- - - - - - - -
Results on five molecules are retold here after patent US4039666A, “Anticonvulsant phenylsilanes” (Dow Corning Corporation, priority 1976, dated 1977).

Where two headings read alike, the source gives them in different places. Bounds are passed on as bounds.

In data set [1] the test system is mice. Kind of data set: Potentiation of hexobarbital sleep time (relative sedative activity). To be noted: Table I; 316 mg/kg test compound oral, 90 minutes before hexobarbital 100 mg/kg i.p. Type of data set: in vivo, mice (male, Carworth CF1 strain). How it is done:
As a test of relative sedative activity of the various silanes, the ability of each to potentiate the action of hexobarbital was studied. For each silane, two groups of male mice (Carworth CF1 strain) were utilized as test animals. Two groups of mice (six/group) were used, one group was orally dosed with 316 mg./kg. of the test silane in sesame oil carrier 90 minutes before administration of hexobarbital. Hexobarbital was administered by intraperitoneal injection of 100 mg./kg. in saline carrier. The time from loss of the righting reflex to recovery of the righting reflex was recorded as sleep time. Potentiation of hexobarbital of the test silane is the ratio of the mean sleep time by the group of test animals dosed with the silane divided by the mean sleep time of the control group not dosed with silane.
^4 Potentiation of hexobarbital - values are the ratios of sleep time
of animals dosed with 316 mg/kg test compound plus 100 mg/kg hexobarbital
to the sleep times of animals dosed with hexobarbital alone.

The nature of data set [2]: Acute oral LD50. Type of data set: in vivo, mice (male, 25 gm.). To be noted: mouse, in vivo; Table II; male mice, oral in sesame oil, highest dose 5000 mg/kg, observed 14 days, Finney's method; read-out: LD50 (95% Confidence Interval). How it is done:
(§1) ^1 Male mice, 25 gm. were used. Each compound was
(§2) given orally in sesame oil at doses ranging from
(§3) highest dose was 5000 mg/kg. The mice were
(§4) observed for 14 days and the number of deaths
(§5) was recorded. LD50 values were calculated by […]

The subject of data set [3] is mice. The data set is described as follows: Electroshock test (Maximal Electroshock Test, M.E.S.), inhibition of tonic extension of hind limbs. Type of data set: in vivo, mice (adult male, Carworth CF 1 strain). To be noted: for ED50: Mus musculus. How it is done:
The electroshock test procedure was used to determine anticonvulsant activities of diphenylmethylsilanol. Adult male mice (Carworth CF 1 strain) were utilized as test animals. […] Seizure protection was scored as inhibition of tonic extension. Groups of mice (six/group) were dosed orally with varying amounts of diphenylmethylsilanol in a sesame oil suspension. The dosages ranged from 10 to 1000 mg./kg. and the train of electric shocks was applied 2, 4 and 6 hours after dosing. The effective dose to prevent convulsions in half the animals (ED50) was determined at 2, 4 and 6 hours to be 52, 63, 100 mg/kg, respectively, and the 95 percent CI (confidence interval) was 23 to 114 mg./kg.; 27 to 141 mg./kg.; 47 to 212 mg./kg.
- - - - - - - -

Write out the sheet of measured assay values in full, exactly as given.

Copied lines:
Results on five molecules are retold here after patent US4039666A, “Anticonvulsant phenylsilanes” (Dow Corning Corporation, priority 1976, dated 1977).

Where two headings read alike, the source gives them in different places. Bounds are passed on as bounds.

In data set [1] the test system is mice. Kind of data set: Potentiation of hexobarbital sleep time (relative sedative activity). To be noted: Table I; 316 mg/kg test compound oral, 90 minutes before hexobarbital 100 mg/kg i.p. Type of data set: in vivo, mice (male, Carworth CF1 strain). How it is done:
As a test of relative sedative activity of the various silanes, the ability of each to potentiate the action of hexobarbital was studied. For each silane, two groups of male mice (Carworth CF1 strain) were utilized as test animals. Two groups of mice (six/group) were used, one group was orally dosed with 316 mg./kg. of the test silane in sesame oil carrier 90 minutes before administration of hexobarbital. Hexobarbital was administered by intraperitoneal injection of 100 mg./kg. in saline carrier. The time from loss of the righting reflex to recovery of the righting reflex was recorded as sleep time. Potentiation of hexobarbital of the test silane is the ratio of the mean sleep time by the group of test animals dosed with the silane divided by the mean sleep time of the control group not dosed with silane.
^4 Potentiation of hexobarbital - values are the ratios of sleep time
of animals dosed with 316 mg/kg test compound plus 100 mg/kg hexobarbital
to the sleep times of animals dosed with hexobarbital alone.

The nature of data set [2]: Acute oral LD50. Type of data set: in vivo, mice (male, 25 gm.). To be noted: mouse, in vivo; Table II; male mice, oral in sesame oil, highest dose 5000 mg/kg, observed 14 days, Finney's method; read-out: LD50 (95% Confidence Interval). How it is done:
(§1) ^1 Male mice, 25 gm. were used. Each compound was
(§2) given orally in sesame oil at doses ranging from
(§3) highest dose was 5000 mg/kg. The mice were
(§4) observed for 14 days and the number of deaths
(§5) was recorded. LD50 values were calculated by […]

The subject of data set [3] is mice. The data set is described as follows: Electroshock test (Maximal Electroshock Test, M.E.S.), inhibition of tonic extension of hind limbs. Type of data set: in vivo, mice (adult male, Carworth CF 1 strain). To be noted: for ED50: Mus musculus. How it is done:
The electroshock test procedure was used to determine anticonvulsant activities of diphenylmethylsilanol. Adult male mice (Carworth CF 1 strain) were utilized as test animals. […] Seizure protection was scored as inhibition of tonic extension. Groups of mice (six/group) were dosed orally with varying amounts of diphenylmethylsilanol in a sesame oil suspension. The dosages ranged from 10 to 1000 mg./kg. and the train of electric shocks was applied 2, 4 and 6 hours after dosing. The effective dose to prevent convulsions in half the animals (ED50) was determined at 2, 4 and 6 hours to be 52, 63, 100 mg/kg, respectively, and the 95 percent CI (confidence interval) was 23 to 114 mg./kg.; 27 to 141 mg./kg.; 47 to 212 mg./kg.